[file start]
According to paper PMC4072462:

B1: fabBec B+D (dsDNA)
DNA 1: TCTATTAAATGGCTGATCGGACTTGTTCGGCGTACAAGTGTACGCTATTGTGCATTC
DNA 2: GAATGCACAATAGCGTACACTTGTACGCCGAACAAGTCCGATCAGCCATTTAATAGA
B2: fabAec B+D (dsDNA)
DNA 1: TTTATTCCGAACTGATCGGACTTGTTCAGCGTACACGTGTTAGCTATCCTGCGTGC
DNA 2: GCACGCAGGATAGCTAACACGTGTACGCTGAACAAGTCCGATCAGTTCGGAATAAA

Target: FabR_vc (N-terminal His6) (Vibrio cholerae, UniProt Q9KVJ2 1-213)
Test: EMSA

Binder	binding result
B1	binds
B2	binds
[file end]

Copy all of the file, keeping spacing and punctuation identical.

According to paper PMC4072462:

B1: fabBec B+D (dsDNA)
DNA 1: TCTATTAAATGGCTGATCGGACTTGTTCGGCGTACAAGTGTACGCTATTGTGCATTC
DNA 2: GAATGCACAATAGCGTACACTTGTACGCCGAACAAGTCCGATCAGCCATTTAATAGA
B2: fabAec B+D (dsDNA)
DNA 1: TTTATTCCGAACTGATCGGACTTGTTCAGCGTACACGTGTTAGCTATCCTGCGTGC
DNA 2: GCACGCAGGATAGCTAACACGTGTACGCTGAACAAGTCCGATCAGTTCGGAATAAA

Target: FabR_vc (N-terminal His6) (Vibrio cholerae, UniProt Q9KVJ2 1-213)
Test: EMSA

Binder	binding result
B1	binds
B2	binds